Vipassana courses are open to anyone sincerely wishing to learn the technique, irrespective of race, caste, faith or nationality. Hindus, Jains, Muslims, Sikhs, Buddhists, Christians, Jews as well as members of other religions have all successfully practiced Vipassana. The malady is universal; therefore, the remedy has to be universal. For example, when we experience anger, this anger is not Hindu anger or Christian anger, Chinese anger or American anger. Similarly, love and compassion are not the strict province of any community or creed: they are universal human qualities resulting from the purity of mind. People from all backgrounds who practice Vipassana find that they become better human beings.
The Present-day World Environment
Developments in the fields of science and technology, in transportation, communications, agriculture and medicine, have revolutionized human life at the material level. But, in actuality, this progress is only superficial: underneath, modern men and women are living in conditions of great mental and emotional stress, even in developed and affluent countries.
The problems and conflicts arising out of racial, ethnic, sectarian and caste prejudices affect the citizens of every country. Poverty, warfare, weapons of mass destruction, disease, drug addiction, the threat of terrorism, epidemics, environmental devastation and the general decline of moral values—all cast a dark shadow on the future of civilization. One need only glance at the front page of a daily newspaper to be reminded of the acute suffering and deep despair which afflict the inhabitants of our planet.
Is there a way out of these seemingly insolvable problems? The answer is unequivocally, yes. All over the world today, the winds of change are readily apparent. People everywhere are eager to find a method which can bring peace and harmony; restore confidence in the efficacy of wholesome human qualities; and create an environment of freedom and security from all types of exploitation—social, religious and economic. Vipassana can be such a method.
Vipassana and Social Change
The technique of Vipassana is a path leading to freedom from all suffering; it eradicates craving, aversion and ignorance which are responsible for all our miseries. Those who practice it remove, little by little, the root causes of their suffering and steadily emerge from the darkness of former tensions to lead happy, healthy, productive lives. There are many examples bearing testimony to this fact.
Several experiments have been conducted at prisons in India. In 1975, Mr. S. N. Goenka conducted a historic course for 120 inmates at the Central Jail in Jaipur, the first such experiment in Indian penal history. This course was followed in 1976, by a course for senior police officers at the Government Police Academy in Jaipur. In 1977, a second course was held at the Jaipur Central Jail. These courses were the subject of several sociological studies conducted by the University of Rajasthan. In 1990, another course was organized in Jaipur Central Jail in which forty life-term convicts and ten jail officials participated with very positive results.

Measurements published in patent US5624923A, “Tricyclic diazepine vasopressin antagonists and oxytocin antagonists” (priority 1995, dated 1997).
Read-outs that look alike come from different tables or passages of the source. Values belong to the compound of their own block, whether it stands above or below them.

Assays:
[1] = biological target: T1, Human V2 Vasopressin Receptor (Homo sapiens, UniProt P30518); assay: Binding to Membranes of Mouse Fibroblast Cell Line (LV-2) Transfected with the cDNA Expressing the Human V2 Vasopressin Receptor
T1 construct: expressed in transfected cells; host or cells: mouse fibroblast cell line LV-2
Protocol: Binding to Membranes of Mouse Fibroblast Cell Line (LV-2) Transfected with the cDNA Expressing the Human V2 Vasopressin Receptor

In 1991, a course for life-sentence prisoners was held at the Sabarmati Central Jail, Ahmedabad, and was the subject of a research project by the Department of Education, Gujarat Vidyapeeth.
The Rajasthan and Gujarat studies indicated definite positive changes of attitude and behaviour in the participants, and demonstrated Vipassana is a positive reform measure enabling criminals to become wholesome members of society.
In 1995, a massive course was organised for 1000 prisoners in Tihar jail with far-reaching effects. Vipassana was adopted as a prison reform technique in the largest jails of India. A detailed report of the scientific studies carried out to assess the impact of Vipassana meditation on the prisoner’s mental health proves that Vipassana is capable of transforming criminals into better human beings.
The civil service career of S. N. Goenka’s meditation teacher, Sayagyi U Ba Khin, is an example of the transformative effect of Vipassana on government administration. Sayagyi was the head of several government departments. He succeeded in instilling a heightened sense of duty, discipline and morality in the officials working under him by teaching them Vipassana meditation. As a result, efficiency dramatically increased, and corruption was eliminated. Similarly, in the Home Department of the Government of Rajasthan, after several key officials attended Vipassana courses, decision-making and the disposal of cases were accelerated, and staff relations improved.
The Vipassana Research Institute has documented other examples of the positive impact of Vipassana in such fields as health, education, drug addiction, government, prisons and business management.
These experiments underscore the point that societal change must start with the individual. Social change cannot be brought about by mere sermons; discipline and virtuous conduct cannot be instilled in students simply through textbook lectures. Criminals will not become good citizens out of fear of punishment; neither can caste and sectarian discord be eliminated by punitive measures. History is replete with the failures of such attempts.
The individual is the key: He or she must be treated with love and compassion; he must be trained to improve himself — not by exhortations to follow moral precepts, but by being instilled with the authentic desire to change. He must be taught to explore himself, to initiate a process which can bring about transformation and lead to purification of mind. This is the only change which will be enduring.
Vipassana has the capacity to transform the human mind and character. It is an opportunity awaiting all who sincerely wish to make the effort.